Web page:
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Thursday,  01/15/09  10:51 PM

Greetings, all...  and there appear to be more of you, wiring my posts into Twitter and into Facebook seems to have encouraged some additional linkage and clickage...  excellent, and welcome...

So today was a good day, slept in, solved a tricky technical issue with SecondSlide's plumbing, and otherwise moved the world forward ever so slightly...  and did some work on a DICOM proposal I'm presenting in San Francisco on Monday.  It was a beautiful day here (sorry for those of you out East, I'm not gloating just stating a fact :) and I managed to enjoy it.

So let's see what's happening out in the blogos, shall we?

I have been ruminating on what I'm calling "the Lottery effect".  This is when there is something people do which benefits "everyone", even if "everyone" does not participate.  Playing in the Lottery is an example - everyone gets more funding for schools, even those of us who don't play - as is, making a lot of money (paying taxes) or discovering something useful (sharing an idea).  Philanthropy is definitely like this.  Overall it seems as if the more ways we have of leveraging the activities of a subset for everyone, the more valuable our society.  More as I have more... 

Want to know how lame the NYTimes has become?  Check out this article, A breakthrough in Imaging - a new way to see a virus.  It describes an interesting new technique called MRFM which enables researchers to make extremely high resolution images of extremely small things like viruses.  So far so good.  But check out this correction: "Because of an editing error, an article and a headline on Tuesday about an advance in microscopy overstated the significance of the advance.  Researchers at IBM captured a three-dimensional image of a virus using, for the first time, a technique called magnetic resonance force microscopy; it was not the first time a three-dimensional image of a virus had been made.  The article also described the basic structure of the DNA molecule incorrectly. That structure is based on nucleotides, not proteins."  Riight, an editing error.  Really what we have here is that the reporter didn't know DNA is based on nucleotides instead of proteins, and didn't know (and couldn't be bothered to find out) whether this was the first time a 3D image of a virus had been captured.  Clearly the Times' readership educated the paper, and they subsequently posted a correction.  Sad, really.  And they didn't even run a relevant picture with the story!  They could have easily found IBM's press release and picked out a diagram of the MRFM in action, as I did above right.  Sad, really.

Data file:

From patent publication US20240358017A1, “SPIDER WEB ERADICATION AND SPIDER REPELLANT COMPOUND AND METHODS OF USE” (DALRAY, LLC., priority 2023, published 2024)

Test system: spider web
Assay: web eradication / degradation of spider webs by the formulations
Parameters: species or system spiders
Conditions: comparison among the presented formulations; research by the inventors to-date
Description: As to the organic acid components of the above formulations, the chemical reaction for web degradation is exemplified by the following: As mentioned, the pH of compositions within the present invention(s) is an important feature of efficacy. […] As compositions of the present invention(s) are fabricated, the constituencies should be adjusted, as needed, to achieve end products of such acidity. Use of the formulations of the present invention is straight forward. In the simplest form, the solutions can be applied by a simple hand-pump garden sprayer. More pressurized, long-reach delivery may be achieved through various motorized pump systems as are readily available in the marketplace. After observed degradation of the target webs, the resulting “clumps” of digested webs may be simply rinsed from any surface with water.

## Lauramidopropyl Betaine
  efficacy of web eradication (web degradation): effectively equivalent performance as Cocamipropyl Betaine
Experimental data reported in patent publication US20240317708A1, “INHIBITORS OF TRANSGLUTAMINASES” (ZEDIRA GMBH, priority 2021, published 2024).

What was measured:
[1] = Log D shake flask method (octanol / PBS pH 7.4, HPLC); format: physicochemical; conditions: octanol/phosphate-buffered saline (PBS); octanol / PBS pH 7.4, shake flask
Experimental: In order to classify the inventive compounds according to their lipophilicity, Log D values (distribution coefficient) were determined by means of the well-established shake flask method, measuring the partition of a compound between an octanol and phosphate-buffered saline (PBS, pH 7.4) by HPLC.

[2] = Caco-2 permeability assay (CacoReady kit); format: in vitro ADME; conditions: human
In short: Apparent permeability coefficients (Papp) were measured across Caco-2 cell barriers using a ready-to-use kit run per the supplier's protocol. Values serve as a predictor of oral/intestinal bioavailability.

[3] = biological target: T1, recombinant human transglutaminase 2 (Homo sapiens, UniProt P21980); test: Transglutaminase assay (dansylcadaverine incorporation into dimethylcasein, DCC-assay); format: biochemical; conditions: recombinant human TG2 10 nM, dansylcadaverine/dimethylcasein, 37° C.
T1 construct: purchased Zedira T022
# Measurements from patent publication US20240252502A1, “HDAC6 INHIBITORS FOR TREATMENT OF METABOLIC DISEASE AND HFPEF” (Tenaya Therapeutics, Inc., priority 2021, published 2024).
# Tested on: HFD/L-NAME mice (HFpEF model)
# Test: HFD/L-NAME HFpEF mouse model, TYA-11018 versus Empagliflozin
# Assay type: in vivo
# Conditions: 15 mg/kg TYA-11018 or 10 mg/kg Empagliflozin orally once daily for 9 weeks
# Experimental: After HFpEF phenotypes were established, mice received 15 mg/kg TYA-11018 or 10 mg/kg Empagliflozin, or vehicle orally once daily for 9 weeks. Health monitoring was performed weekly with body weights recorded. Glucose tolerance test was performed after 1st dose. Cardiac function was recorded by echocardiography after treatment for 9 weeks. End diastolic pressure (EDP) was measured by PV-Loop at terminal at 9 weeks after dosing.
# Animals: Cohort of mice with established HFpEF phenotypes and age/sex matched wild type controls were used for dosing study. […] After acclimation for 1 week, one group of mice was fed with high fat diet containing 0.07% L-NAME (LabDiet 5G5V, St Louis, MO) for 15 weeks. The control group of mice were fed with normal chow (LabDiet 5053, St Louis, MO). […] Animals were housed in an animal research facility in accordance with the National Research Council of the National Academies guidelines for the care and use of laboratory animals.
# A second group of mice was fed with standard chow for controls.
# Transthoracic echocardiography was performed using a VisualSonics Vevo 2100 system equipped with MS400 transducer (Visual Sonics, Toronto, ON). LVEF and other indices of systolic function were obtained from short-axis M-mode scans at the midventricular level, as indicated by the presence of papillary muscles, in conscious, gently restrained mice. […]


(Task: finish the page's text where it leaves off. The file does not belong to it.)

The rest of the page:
Want to learn about global warming?  Really?  Then check out Global Change and Energy: A Path Forward (PDF) by Paul Dimotakis in Caltech's Engineering & Science magazine.  He sets politics and sensationalism aside and honestly examines global warming from a scientific standpoint.  This is the best analysis I've read, by someone who really understands the underlying science.  (The punch line: global warming is real, it is exacerbated by human activity, and it isn't as bad as Al Gore thinks.) 

Meanwhile, with crude oil at $35/barrel, giant supertankers brimming with oil are resting at anchor or slowly tracing racetrack patterns through the sea, heading nowhere, waiting for the price to rise.  "The ships are marking time, serving as floating oil-storage tanks. The companies and countries leasing them for that purpose have made a simple calculation: the price of oil has fallen so far that it is due for a rise."  Interesting, huh?  Just six months ago oil was nearly $150/barrel.  What will it be six months from now? 

So I'll be the millionth person to note Carol Bartz being named as Yahoo's new CEO.  I have to believe this is a good thing, she has an excellent track record.  Several people I know who know Autodesk think she'll be successful.  I'm rooting for her, we all benefit from a healthy and innovative Yahoo competiting with Google and Microsoft.  Now we just need someone to lead AOL out of the woods... 

Engadget has a nice comparison between all the smartphone vendors: What Apple could learn from Palm's webOS.  Despite the title they talk about RIM and Android also, and note what Palm can learn, too. 

TTAC reviews the 1958 Maserati 3500GT.  This car was born the same time I was; I think it has aged better :)